Wordly Real-time Interpretation Demonstration Amazes Audiences of Meeting Professionals

Posted on

October 22, 2020


Rosemarie Rosetti, PhD

The audience gasp of astonishment was the sign I was hoping for.

It was on January 28, 2020, in the ballroom at the Don CeSar Hotel in St. Pete Beach, Florida. I was speaking to 100 meeting professionals about how to accommodate people with disabilities at meetings and events.

As a part of my presentation, I scheduled my first demonstration of Wordly.AI.  This is a software application using artificial intelligence that provides an instant translation of what a speaker is saying to each member of the audience. The text or audio appears on the audience member’s smartphones to help the audience know what the speaker said. The audience can choose from sixteen languages for the translation.

The audience excitement grew as they shared the screens of their smartphones with each other while I was talking. They experimented by selecting different languages to see the transcript on their screens. Smiling faces looked up at me as I heard people say, “Cool!” “This is amazing!” “Awesome!” Many wrote comments on the evaluation survey “Wordly excellent tool!”

Wordly supports inclusion. My presentation included a discussion on how to communicate with the deaf or hard of hearing. Wordly offers a solution. I have had people in my audiences who are deaf or hard of hearing and oftentimes a sign language interpreter is hired to be on stage with me to sign to those audience members. I have also had a person in the audience wear a headset to amplify my voice through a microphone clipped to my jacket.

By having my words on the audience member’s smartphone screens it reinforces learning. The transcript can be read again and helps in the retention of the information. People can better focus on the message and take fewer notes.

Wordly used in a presentation may eliminate the need to have multiple language translators in the back of an auditorium. During one of my presentations, I had twelve language translators in booths at the back of the room translating what I was saying to people wearing headsets in my audience. The meeting planners provided my script to the translators in advance while I used a teleprompter to deliver my presentation.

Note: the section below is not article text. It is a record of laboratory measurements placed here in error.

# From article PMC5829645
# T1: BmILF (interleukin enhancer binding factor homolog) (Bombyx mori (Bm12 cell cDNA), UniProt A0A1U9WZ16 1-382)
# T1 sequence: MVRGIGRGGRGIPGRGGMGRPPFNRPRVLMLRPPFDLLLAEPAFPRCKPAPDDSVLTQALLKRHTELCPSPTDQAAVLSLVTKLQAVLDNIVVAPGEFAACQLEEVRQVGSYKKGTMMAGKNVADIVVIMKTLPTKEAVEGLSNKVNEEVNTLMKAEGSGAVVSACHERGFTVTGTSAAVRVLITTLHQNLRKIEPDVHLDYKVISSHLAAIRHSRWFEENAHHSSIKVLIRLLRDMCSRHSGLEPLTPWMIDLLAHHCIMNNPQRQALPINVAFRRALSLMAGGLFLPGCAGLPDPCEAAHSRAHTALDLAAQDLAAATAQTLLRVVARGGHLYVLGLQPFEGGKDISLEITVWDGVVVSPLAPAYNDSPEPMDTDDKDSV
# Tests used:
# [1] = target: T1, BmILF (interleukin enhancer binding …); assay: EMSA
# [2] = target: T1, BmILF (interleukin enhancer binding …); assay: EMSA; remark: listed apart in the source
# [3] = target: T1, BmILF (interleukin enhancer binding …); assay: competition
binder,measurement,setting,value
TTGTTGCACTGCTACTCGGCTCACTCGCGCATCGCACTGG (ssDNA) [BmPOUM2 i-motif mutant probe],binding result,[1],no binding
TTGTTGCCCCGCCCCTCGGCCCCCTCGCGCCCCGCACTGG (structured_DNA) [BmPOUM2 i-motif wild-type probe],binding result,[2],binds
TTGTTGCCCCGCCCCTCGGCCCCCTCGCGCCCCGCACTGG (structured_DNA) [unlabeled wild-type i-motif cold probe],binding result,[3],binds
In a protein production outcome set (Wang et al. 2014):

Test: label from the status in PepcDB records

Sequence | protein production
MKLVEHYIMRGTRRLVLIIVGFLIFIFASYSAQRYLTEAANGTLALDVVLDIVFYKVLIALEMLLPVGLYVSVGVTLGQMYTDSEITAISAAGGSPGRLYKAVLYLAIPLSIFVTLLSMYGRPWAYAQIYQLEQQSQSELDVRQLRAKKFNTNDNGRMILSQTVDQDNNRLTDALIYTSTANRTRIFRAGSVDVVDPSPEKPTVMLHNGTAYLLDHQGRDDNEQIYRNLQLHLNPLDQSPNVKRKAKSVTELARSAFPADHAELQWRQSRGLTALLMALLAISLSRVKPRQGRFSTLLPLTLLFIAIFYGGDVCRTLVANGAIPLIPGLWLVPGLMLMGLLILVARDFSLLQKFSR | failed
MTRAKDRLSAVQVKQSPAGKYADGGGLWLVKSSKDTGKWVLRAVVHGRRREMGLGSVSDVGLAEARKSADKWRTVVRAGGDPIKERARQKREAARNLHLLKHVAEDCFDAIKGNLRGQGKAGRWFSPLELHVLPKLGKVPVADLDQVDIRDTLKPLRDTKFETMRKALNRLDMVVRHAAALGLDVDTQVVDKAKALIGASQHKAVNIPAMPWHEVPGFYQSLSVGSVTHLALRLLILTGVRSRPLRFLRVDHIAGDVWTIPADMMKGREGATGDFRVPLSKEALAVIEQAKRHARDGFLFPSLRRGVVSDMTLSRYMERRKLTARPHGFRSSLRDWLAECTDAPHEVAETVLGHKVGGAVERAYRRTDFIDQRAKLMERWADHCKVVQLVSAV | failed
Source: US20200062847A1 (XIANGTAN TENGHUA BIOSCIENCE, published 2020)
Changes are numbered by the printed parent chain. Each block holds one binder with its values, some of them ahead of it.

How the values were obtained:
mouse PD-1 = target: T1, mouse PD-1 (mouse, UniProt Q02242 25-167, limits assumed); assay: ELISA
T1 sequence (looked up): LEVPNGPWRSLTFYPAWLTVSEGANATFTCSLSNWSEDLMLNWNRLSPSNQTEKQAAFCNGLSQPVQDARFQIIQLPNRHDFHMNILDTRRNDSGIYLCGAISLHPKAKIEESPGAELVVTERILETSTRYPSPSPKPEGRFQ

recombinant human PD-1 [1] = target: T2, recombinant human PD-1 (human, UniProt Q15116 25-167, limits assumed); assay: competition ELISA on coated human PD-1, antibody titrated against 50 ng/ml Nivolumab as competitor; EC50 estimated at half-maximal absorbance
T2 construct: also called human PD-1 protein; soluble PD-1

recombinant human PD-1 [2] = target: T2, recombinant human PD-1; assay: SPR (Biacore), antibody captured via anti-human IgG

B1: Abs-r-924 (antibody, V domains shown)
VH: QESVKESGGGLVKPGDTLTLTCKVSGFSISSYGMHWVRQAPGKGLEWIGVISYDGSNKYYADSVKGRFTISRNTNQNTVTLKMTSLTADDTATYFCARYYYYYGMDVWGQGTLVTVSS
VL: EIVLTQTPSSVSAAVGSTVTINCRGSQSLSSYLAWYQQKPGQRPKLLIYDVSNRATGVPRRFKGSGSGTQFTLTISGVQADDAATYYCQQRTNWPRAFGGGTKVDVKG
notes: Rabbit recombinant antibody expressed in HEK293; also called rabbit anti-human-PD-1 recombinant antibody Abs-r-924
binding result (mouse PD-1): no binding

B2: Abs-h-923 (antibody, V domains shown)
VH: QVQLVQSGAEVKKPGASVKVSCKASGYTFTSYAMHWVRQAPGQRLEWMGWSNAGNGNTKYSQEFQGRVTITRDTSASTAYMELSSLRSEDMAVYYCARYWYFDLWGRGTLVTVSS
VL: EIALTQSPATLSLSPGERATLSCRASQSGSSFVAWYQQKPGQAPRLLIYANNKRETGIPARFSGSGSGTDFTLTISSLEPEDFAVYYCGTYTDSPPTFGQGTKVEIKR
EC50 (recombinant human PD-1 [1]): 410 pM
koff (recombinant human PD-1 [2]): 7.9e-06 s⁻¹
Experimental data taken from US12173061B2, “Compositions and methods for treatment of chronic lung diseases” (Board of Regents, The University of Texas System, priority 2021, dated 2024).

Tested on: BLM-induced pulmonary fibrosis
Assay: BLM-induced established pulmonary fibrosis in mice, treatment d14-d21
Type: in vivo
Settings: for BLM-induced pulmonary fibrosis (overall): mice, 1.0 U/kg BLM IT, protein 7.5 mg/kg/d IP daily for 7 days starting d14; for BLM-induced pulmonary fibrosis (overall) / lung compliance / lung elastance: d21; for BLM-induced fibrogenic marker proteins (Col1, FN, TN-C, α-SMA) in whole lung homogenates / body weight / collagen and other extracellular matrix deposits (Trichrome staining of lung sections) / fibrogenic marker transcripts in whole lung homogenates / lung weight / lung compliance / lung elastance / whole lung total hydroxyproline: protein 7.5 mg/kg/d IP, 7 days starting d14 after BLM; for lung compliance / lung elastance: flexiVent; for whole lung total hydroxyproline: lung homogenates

Times are changing for the better due to the advances in artificial intelligence software applications like Wordly.

About the author:

 Rosemarie Rossetti, Ph.D. is a powerful, internationally known speaker, trainer, author, consultant, and president of Rossetti Enterprises Inc. She speaks to and consults with meeting professionals to help them save time, reduce stress, and achieve success in planning more diverse and inclusive meetings and events.

Download her free resource 5 Meeting Planner Musts to Include People with Disabilities https://planforinclusion.com/

Having been paralyzed from the waist down with a spinal cord injury, she speaks from her wheelchair sharing her own dramatic personal story. She presents to audiences throughout the U.S. and beyond as a recognized expert on inclusive design. She has also earned recognition for her home, the Universal Design Living Laboratory that is the top-rated universal design home in North America. www.udll.com